In my Money Fix quest to buy a house by December, I’ve started putting J.D. Roth’s great advice into practice.
I currently have one savings account for the house and one for emergencies. I’d like to add two more: one for gifts and vacations and one “life happens” account—for unexpected costs that aren’t true emergencies.
That means that I’ve been redesigning my whole budget—which is requiring me to overhaul my spending.
Many readers commented that they didn’t think I was ready to buy because I was struggling to save in my first few months. I had a hard time for a few reasons:
Buying the house seemed so far down the road that I didn’t make saving a priority. But I never dipped into my savings and I did manage to put away some extra cash.
One change that’s been really helpful was switching to Mint.com to track my finances. Mint allows me to track my spending in categories, like gas, eating out, and groceries. Plus I can set spending caps for each category. I’m a visual person, so I like that Mint shows my spending with graphs—I can actually see how much progress I’ve made.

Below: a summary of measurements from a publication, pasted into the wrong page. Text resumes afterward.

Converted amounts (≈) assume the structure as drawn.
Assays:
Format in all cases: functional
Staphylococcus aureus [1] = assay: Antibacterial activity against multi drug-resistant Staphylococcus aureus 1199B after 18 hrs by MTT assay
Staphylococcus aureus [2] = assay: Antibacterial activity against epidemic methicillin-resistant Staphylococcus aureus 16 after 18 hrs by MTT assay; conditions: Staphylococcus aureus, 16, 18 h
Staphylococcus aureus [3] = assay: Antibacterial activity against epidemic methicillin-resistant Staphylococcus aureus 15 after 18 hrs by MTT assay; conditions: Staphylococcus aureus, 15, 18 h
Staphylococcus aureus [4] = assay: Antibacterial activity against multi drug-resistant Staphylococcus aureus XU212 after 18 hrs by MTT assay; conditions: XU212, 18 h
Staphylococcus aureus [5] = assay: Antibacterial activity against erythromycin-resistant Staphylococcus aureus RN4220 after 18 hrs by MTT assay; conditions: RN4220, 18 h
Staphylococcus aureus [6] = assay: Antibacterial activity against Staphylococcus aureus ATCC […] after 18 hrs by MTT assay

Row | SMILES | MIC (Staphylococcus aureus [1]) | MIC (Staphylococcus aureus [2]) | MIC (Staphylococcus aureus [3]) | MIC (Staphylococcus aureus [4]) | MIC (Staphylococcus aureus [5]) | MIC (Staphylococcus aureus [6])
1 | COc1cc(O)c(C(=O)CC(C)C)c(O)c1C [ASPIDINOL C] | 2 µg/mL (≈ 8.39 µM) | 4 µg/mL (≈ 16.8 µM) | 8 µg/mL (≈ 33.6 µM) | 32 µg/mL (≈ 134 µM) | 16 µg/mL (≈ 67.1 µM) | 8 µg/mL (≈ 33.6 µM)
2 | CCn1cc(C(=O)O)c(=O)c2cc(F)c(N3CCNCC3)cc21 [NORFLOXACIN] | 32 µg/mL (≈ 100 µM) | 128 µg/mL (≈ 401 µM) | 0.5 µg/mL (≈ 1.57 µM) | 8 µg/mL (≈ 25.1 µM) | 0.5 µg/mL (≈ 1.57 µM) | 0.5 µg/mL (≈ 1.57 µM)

Mint has shown me that I really need to cut down my grocery expenses. I’m now looking for cheaper ways to get the foods I love (anyone have any couponing suggestions?), and buying only what I need instead of whatever looks good.
Last week I also had an experience that showed me I could no longer just track my expenses offline. Someone halfway across the country made a fraudulent credit card that matched mine.
Fortunately, my credit-card company caught them, and notified me before any charges could clear. But if they hadn’t caught them so soon, I wouldn’t have noticed anything strange until I got my monthly statement. I realized I need to check my credit card charges online as well.
I’m grateful to DailyWorth’s readers for their support and suggestions. Two in particular that I found really helpful: